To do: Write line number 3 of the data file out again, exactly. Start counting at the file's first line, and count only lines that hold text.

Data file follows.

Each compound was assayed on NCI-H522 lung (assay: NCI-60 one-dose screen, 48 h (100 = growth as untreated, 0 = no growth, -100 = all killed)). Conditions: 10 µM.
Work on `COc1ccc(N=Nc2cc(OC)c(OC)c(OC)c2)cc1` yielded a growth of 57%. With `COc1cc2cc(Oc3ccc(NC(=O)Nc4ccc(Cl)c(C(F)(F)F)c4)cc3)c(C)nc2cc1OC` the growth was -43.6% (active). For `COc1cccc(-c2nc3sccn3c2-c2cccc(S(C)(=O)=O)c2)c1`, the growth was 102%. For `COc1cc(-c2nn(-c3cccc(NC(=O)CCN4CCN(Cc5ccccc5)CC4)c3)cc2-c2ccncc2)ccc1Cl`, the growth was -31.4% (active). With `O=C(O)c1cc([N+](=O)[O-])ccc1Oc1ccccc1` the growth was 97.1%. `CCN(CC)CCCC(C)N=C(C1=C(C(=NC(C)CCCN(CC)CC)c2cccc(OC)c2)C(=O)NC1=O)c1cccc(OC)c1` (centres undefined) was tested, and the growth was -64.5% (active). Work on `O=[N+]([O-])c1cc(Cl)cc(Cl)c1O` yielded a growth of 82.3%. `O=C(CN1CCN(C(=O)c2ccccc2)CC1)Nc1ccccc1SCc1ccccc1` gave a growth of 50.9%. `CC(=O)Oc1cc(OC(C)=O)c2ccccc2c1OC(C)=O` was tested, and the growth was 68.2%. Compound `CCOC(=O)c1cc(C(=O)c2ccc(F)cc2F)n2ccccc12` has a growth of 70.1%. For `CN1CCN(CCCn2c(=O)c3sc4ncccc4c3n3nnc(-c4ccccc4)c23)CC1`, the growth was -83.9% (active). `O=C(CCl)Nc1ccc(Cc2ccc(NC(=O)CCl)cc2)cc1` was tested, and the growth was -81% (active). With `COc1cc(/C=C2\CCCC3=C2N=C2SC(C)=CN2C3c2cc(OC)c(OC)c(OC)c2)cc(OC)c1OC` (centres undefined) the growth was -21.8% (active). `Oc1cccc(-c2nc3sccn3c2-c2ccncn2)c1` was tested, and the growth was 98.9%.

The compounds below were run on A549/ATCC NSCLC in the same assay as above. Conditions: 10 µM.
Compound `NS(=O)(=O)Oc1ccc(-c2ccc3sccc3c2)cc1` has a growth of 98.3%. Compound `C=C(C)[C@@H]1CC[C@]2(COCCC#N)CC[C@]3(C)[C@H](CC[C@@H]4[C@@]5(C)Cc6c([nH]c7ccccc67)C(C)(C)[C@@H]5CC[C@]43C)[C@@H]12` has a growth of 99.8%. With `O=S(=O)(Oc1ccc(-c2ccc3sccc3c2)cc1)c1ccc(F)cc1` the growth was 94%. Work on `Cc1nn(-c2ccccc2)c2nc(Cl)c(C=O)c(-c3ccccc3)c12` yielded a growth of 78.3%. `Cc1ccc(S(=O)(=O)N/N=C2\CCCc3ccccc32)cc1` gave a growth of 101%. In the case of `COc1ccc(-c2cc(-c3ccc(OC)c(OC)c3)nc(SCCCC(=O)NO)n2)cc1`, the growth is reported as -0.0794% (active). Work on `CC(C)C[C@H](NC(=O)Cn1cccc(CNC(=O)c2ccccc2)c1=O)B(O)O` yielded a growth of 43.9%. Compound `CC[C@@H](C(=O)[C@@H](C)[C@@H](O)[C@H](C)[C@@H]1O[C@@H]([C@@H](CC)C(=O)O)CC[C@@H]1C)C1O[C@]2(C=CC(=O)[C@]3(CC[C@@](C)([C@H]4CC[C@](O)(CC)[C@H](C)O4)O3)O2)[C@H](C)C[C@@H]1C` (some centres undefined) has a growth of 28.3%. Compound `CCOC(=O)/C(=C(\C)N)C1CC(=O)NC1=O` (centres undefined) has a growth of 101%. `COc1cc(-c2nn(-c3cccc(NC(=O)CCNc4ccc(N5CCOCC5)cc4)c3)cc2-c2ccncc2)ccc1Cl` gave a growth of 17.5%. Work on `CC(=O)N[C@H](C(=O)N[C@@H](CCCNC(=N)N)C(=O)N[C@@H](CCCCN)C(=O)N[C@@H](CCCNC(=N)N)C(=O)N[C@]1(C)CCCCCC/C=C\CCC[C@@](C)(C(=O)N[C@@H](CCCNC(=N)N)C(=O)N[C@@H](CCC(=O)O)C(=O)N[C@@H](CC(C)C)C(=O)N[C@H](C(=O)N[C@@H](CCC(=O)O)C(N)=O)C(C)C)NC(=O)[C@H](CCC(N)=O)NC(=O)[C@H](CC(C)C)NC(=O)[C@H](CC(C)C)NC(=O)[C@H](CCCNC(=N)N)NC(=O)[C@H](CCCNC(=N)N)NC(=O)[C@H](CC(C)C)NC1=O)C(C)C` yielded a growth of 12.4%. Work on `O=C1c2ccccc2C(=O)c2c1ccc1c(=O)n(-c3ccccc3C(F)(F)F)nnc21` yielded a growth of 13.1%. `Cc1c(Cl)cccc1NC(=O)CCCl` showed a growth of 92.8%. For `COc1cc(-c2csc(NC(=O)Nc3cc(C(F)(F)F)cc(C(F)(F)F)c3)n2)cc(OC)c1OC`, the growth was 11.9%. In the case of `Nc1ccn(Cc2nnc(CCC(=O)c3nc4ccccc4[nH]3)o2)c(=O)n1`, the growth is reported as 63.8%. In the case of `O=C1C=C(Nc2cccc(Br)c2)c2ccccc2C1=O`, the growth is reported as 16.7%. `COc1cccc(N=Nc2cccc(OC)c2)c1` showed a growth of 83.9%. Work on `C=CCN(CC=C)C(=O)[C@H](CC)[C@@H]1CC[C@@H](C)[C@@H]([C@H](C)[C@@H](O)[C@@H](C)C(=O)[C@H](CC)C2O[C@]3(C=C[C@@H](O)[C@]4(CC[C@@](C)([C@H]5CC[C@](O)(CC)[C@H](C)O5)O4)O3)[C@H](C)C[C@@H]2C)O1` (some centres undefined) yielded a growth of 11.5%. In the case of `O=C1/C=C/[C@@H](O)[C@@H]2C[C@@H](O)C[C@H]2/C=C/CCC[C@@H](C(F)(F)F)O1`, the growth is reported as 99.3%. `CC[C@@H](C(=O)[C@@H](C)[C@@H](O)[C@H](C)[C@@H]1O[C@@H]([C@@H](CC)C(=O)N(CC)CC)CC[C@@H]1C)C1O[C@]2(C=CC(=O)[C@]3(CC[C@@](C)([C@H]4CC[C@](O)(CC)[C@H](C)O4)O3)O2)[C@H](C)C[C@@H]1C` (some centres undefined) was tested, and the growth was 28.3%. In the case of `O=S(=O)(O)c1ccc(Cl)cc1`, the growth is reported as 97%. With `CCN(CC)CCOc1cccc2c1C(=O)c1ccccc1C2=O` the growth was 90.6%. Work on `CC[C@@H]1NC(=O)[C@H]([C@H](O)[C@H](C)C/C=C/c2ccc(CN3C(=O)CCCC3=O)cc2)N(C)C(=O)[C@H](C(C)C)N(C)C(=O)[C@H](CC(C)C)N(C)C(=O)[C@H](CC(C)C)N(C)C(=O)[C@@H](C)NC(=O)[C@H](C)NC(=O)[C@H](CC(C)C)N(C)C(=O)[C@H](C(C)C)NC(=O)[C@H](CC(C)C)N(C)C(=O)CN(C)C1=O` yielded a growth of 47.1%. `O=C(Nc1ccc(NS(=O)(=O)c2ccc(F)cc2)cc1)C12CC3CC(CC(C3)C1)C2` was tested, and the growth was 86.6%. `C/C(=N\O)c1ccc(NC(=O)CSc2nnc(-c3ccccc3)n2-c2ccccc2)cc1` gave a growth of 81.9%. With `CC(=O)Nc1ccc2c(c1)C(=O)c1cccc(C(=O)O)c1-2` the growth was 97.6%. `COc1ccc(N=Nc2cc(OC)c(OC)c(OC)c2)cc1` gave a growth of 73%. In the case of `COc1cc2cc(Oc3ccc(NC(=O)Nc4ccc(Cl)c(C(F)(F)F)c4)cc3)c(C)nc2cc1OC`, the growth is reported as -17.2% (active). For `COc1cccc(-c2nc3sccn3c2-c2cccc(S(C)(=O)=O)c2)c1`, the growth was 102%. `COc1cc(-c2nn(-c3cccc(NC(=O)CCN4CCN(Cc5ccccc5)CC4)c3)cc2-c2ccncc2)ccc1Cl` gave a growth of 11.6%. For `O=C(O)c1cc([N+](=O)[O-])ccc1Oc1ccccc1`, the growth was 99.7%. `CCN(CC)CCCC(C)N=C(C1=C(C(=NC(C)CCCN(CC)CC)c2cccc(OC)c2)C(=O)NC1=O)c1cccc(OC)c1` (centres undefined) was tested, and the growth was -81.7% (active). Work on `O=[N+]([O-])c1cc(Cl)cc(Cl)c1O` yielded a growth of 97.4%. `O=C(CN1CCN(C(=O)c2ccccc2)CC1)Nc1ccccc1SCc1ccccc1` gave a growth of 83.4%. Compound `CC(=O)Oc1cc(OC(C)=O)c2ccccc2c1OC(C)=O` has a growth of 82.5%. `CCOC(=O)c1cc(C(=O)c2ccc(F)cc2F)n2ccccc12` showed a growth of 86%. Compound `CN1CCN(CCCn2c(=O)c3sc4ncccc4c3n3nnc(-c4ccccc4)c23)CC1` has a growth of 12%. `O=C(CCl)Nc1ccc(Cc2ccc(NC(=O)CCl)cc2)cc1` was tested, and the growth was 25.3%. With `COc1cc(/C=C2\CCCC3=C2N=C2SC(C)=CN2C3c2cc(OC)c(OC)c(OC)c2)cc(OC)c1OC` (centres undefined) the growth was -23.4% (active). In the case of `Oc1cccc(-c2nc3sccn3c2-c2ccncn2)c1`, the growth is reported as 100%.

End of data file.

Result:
The compounds below were run on A549/ATCC NSCLC in the same assay as above. Conditions: 10 µM.